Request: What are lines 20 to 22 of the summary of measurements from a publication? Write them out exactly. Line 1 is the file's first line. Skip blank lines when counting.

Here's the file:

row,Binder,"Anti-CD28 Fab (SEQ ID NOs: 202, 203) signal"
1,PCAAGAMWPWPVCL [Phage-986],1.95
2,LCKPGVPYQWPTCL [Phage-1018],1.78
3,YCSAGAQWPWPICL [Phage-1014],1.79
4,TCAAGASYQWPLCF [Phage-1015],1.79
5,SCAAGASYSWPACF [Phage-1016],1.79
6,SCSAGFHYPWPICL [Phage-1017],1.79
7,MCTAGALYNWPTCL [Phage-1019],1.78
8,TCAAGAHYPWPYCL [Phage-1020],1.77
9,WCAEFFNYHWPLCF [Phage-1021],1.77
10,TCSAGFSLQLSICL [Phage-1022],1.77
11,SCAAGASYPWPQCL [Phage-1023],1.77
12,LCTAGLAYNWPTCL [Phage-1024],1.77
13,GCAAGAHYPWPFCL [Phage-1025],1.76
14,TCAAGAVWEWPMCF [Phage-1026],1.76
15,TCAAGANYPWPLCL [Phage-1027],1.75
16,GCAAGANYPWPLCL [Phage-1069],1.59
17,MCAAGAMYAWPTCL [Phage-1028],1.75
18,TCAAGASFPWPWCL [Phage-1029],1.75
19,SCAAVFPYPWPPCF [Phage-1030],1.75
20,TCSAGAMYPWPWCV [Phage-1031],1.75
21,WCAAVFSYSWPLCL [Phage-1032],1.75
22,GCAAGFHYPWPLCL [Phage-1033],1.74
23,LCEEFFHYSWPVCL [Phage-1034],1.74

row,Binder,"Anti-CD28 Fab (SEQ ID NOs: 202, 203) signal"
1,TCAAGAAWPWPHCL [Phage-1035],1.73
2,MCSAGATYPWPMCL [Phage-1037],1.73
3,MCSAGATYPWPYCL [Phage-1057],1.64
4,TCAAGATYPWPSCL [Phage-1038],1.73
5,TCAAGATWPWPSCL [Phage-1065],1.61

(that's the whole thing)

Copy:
19,SCAAVFPYPWPPCF [Phage-1030],1.75
20,TCSAGAMYPWPWCV [Phage-1031],1.75
21,WCAAVFSYSWPLCL [Phage-1032],1.75